Think back to the first Sentralized conference. Do you find that more leaders are interested in the missional conversation today? Do you sense that people are grasping that, as Michael Frost says, as more than a trend or buzz word?

It’s actually quite amazing.

Just a very few years ago, many of us were sowing missional seed thoughts in what seemed like rocky soil at times. Something is happening in hearts of leaders. In their insides, they have known that gathering people is just part of the equation for church. They knew that discipling people and sending them throughout the week was essential to the spread of the Gospel.

They just didn’t know how to do it, or where to find answers. It is really interesting to see that the missional conversation has moved from a “convince me” topic to an “I’m convinced. Now, show me how to actually live and lead it” conversation.

What is the format and flow of Sentralized Dallas?

There are two things we have tried to do a little differently this year in regards to content.

First, we have divided several of the plenary sessions into 18-minute “TED-like” talks. Each of the “micro-talks” are focused more on missional practices. While the breakouts are specifically focused on practical application, we think adding more emphasis on practices in the main sessions will be helpful.

Second, we have created a greater emphasis on the transitioning of existing congregations in a missional direction. There will be both main sessions and workshops that will help give specific direction on church transitions.

Is there a topical focus or theme this year? On what specific messages will Sentralized focus?

Our theme comes from Micah 6:8—Justice, kindness, and humility. We will be focusing on what it means to live and lead with this ethos. Jesus brought justice, delivered it with kindness, all the while leading as a humble servant.

Can you briefly share three potential and specific takeaways you believe will be eye-opening for those who attend Sentralized?

First, regardless of a leader’s approach to church, the bottom line has to be about missionary formation. Every Christian has to first see himself/herself as a missionary sent into a local context. Moreover, the leaders have to be able to equip every member in their church to also think and act like a missionary.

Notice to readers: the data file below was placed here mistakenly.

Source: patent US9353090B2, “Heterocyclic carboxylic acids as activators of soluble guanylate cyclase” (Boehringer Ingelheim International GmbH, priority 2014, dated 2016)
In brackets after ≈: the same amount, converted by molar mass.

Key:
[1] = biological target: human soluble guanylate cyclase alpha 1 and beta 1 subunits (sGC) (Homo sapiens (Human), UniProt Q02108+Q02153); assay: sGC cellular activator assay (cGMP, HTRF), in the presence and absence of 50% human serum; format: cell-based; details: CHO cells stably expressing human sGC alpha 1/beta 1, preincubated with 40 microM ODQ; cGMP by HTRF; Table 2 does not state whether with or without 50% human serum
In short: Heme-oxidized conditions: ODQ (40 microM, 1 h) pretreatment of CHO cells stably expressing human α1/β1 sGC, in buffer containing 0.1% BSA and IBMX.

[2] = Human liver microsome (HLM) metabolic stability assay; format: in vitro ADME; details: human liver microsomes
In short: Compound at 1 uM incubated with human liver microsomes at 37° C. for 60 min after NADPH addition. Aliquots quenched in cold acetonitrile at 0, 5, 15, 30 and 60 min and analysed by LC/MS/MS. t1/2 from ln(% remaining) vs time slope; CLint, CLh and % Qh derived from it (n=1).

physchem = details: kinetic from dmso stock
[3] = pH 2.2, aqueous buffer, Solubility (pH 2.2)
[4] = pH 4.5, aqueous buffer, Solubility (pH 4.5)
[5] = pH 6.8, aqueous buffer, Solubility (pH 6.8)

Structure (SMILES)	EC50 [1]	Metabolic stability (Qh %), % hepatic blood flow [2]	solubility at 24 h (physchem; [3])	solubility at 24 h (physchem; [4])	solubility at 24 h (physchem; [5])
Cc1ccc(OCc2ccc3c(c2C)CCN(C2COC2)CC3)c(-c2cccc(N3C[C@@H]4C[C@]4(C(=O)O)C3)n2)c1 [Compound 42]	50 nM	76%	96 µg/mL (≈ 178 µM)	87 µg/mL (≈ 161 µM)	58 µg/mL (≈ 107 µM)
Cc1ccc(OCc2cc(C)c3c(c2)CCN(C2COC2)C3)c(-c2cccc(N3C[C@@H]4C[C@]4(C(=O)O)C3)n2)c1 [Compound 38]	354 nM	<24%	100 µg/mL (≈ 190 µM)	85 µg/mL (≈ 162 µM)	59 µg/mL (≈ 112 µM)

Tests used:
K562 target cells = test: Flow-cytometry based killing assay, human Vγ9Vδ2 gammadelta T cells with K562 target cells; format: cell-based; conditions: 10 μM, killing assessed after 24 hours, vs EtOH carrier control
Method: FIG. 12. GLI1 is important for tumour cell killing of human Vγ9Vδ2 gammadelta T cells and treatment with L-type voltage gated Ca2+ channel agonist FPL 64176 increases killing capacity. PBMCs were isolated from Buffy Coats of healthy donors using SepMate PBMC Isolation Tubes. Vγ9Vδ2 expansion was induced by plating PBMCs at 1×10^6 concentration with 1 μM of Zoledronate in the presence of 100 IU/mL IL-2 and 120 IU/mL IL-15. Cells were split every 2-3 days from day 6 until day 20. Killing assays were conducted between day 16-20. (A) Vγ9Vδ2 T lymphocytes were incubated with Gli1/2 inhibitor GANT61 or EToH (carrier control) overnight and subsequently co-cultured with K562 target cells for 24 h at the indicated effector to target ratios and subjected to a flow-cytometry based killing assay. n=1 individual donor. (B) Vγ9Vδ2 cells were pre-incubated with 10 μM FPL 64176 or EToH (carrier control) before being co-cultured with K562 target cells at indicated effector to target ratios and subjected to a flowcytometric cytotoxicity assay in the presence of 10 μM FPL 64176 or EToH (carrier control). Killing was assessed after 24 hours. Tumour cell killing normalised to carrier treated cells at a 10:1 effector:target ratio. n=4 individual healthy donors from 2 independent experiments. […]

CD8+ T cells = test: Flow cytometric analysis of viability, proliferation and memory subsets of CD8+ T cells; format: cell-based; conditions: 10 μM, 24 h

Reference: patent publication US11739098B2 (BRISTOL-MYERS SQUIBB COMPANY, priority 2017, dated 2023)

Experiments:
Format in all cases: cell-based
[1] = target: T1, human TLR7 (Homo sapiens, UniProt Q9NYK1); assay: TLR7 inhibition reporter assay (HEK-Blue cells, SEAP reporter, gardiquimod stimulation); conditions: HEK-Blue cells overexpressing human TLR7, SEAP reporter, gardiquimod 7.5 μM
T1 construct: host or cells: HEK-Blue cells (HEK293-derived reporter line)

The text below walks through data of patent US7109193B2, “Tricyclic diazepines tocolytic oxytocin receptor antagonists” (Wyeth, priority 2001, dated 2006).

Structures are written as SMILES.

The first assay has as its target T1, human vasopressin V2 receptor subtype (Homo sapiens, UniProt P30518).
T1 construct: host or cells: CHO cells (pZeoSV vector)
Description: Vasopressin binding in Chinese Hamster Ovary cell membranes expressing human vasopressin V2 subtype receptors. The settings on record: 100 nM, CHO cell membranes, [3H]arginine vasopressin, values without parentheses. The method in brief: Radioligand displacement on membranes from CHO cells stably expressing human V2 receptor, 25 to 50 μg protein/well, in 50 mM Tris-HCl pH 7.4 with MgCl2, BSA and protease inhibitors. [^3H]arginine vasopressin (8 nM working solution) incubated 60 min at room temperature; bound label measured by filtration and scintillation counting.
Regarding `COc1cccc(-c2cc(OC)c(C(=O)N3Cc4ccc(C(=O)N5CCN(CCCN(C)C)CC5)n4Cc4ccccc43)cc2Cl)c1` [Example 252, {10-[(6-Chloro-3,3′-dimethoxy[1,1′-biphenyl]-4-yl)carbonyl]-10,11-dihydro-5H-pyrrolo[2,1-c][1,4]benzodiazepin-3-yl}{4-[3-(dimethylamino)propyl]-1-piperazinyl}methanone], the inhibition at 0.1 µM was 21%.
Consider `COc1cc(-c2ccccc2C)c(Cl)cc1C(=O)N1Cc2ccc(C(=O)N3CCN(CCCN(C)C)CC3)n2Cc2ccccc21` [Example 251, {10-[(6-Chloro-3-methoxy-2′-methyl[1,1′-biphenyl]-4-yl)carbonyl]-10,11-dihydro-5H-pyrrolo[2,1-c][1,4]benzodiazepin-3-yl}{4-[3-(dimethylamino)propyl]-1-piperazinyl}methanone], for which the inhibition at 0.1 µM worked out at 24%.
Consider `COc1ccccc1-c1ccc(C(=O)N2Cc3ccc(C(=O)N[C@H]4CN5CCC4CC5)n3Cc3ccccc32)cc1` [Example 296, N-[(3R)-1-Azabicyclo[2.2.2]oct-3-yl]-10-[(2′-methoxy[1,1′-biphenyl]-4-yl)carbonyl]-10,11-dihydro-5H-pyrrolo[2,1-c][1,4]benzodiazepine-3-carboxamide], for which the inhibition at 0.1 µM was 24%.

Second, we want folks to understand that they have already been sent. God has already sent all of us to the places we find ourselves today. Therefore, it is about discovering what God is doing around us today, and then discerning how God wants us to participate in what He is already doing.

Third, we want every conference participant to recognize that they are a part of a larger family, or tribe. We have very purposely created time and space for people to “hang-out” with others who are on the missional journey. That includes all of the presenters as well as fellow participants. We want people to know that they are not alone on their journey. We all can, and need, to learn from one another.

Any stories of how over the years the Sentralized conference has been integral in inspiring and equipping leaders to live missionally?

The most common and repeated story we hear is from men and women—often in tears—who approach us sometime during or following Sentralized and say, “This is what I’ve been searching for. I knew in my heart that there was more to ministry than pulling off a Sunday service. And I am getting some handles on it through the speakers and people I’ve met here.”

The connections through the ministries and training opportunities, beyond Sentralized, that people get exposed to during the conference often gets leaders on the pathway they need to live and lead missionally.

How are you praying for Sentralized Dallas? 

Please join with us in praying for leaders and Christians in general that are searching for answers on how to live and lead missionally…that they will hear about Sentralized and have the means to make it there. We are praying for our speakers and volunteers to be filled with the Holy Spirit to serve the message, and experience that will be reproducible in the lives and contexts of the attendees.